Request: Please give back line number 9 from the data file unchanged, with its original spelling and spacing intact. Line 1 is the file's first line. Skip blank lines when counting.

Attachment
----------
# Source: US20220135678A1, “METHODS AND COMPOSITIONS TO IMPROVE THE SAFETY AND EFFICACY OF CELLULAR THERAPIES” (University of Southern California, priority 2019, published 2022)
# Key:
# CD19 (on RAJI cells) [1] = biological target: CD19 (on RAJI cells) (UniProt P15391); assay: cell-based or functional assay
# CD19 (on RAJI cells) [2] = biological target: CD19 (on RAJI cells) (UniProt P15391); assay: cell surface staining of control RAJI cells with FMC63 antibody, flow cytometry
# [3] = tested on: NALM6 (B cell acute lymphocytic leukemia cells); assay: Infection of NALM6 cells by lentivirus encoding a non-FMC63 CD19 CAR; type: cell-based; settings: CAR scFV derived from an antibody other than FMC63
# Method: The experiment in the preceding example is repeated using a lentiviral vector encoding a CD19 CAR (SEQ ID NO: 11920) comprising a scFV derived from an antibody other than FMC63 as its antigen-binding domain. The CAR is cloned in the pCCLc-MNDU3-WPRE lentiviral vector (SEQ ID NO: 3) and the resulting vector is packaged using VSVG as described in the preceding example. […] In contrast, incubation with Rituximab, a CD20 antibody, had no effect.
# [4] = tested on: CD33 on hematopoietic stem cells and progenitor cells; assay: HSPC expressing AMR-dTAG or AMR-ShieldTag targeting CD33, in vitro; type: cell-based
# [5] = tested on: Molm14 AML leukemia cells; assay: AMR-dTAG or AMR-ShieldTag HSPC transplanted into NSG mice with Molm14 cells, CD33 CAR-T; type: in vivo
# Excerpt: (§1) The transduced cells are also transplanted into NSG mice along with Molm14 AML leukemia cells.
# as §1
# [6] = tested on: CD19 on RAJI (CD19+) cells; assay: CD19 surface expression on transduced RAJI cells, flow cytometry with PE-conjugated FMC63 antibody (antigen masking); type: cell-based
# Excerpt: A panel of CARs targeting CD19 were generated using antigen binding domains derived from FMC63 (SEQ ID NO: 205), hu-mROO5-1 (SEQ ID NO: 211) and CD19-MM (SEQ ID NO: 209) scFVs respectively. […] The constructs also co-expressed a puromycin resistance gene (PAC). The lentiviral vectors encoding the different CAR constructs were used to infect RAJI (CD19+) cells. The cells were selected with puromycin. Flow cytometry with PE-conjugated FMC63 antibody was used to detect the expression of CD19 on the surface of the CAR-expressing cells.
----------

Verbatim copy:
# Excerpt: (§1) The transduced cells are also transplanted into NSG mice along with Molm14 AML leukemia cells.